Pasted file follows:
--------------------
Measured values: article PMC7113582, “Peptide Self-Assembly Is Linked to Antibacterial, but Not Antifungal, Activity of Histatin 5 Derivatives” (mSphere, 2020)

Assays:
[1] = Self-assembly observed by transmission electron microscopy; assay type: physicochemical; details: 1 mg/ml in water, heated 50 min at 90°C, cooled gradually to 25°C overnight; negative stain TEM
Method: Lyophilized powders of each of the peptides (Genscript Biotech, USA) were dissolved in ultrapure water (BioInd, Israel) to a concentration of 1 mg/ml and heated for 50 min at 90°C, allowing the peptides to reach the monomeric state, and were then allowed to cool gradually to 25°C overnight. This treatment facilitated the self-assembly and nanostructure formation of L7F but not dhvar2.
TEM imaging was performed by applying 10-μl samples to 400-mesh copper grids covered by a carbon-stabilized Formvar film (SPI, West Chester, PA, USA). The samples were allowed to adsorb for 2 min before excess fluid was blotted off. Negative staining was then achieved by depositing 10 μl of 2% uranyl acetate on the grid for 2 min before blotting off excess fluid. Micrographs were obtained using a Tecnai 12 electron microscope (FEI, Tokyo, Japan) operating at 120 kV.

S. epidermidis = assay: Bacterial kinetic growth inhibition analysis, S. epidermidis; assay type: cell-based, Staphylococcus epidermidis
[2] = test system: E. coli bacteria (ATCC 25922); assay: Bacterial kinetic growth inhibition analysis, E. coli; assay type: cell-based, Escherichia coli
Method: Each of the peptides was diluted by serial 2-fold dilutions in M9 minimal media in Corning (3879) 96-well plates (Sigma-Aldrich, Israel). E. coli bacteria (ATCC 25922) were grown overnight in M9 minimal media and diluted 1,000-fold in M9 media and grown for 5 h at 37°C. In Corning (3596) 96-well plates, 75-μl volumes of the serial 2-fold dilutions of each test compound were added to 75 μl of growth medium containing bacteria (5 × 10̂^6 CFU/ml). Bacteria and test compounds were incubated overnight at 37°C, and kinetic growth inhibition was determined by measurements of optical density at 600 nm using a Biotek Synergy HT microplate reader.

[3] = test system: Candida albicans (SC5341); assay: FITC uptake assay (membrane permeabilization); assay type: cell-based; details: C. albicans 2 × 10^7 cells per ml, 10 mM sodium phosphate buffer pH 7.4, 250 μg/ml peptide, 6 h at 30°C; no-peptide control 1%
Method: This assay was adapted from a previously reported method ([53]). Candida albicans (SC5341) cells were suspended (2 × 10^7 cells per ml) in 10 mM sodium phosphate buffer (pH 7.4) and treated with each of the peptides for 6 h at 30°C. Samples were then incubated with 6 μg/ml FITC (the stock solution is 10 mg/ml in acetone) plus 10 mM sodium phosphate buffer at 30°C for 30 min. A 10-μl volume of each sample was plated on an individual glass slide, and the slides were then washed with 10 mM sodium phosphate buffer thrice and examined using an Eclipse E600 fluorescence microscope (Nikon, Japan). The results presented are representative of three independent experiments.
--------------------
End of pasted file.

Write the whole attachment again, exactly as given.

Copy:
Measured values: article PMC7113582, “Peptide Self-Assembly Is Linked to Antibacterial, but Not Antifungal, Activity of Histatin 5 Derivatives” (mSphere, 2020)

Assays:
[1] = Self-assembly observed by transmission electron microscopy; assay type: physicochemical; details: 1 mg/ml in water, heated 50 min at 90°C, cooled gradually to 25°C overnight; negative stain TEM
Method: Lyophilized powders of each of the peptides (Genscript Biotech, USA) were dissolved in ultrapure water (BioInd, Israel) to a concentration of 1 mg/ml and heated for 50 min at 90°C, allowing the peptides to reach the monomeric state, and were then allowed to cool gradually to 25°C overnight. This treatment facilitated the self-assembly and nanostructure formation of L7F but not dhvar2.
TEM imaging was performed by applying 10-μl samples to 400-mesh copper grids covered by a carbon-stabilized Formvar film (SPI, West Chester, PA, USA). The samples were allowed to adsorb for 2 min before excess fluid was blotted off. Negative staining was then achieved by depositing 10 μl of 2% uranyl acetate on the grid for 2 min before blotting off excess fluid. Micrographs were obtained using a Tecnai 12 electron microscope (FEI, Tokyo, Japan) operating at 120 kV.

S. epidermidis = assay: Bacterial kinetic growth inhibition analysis, S. epidermidis; assay type: cell-based, Staphylococcus epidermidis
[2] = test system: E. coli bacteria (ATCC 25922); assay: Bacterial kinetic growth inhibition analysis, E. coli; assay type: cell-based, Escherichia coli
Method: Each of the peptides was diluted by serial 2-fold dilutions in M9 minimal media in Corning (3879) 96-well plates (Sigma-Aldrich, Israel). E. coli bacteria (ATCC 25922) were grown overnight in M9 minimal media and diluted 1,000-fold in M9 media and grown for 5 h at 37°C. In Corning (3596) 96-well plates, 75-μl volumes of the serial 2-fold dilutions of each test compound were added to 75 μl of growth medium containing bacteria (5 × 10̂^6 CFU/ml). Bacteria and test compounds were incubated overnight at 37°C, and kinetic growth inhibition was determined by measurements of optical density at 600 nm using a Biotek Synergy HT microplate reader.

[3] = test system: Candida albicans (SC5341); assay: FITC uptake assay (membrane permeabilization); assay type: cell-based; details: C. albicans 2 × 10^7 cells per ml, 10 mM sodium phosphate buffer pH 7.4, 250 μg/ml peptide, 6 h at 30°C; no-peptide control 1%
Method: This assay was adapted from a previously reported method ([53]). Candida albicans (SC5341) cells were suspended (2 × 10^7 cells per ml) in 10 mM sodium phosphate buffer (pH 7.4) and treated with each of the peptides for 6 h at 30°C. Samples were then incubated with 6 μg/ml FITC (the stock solution is 10 mg/ml in acetone) plus 10 mM sodium phosphate buffer at 30°C for 30 min. A 10-μl volume of each sample was plated on an individual glass slide, and the slides were then washed with 10 mM sodium phosphate buffer thrice and examined using an Eclipse E600 fluorescence microscope (Nikon, Japan). The results presented are representative of three independent experiments.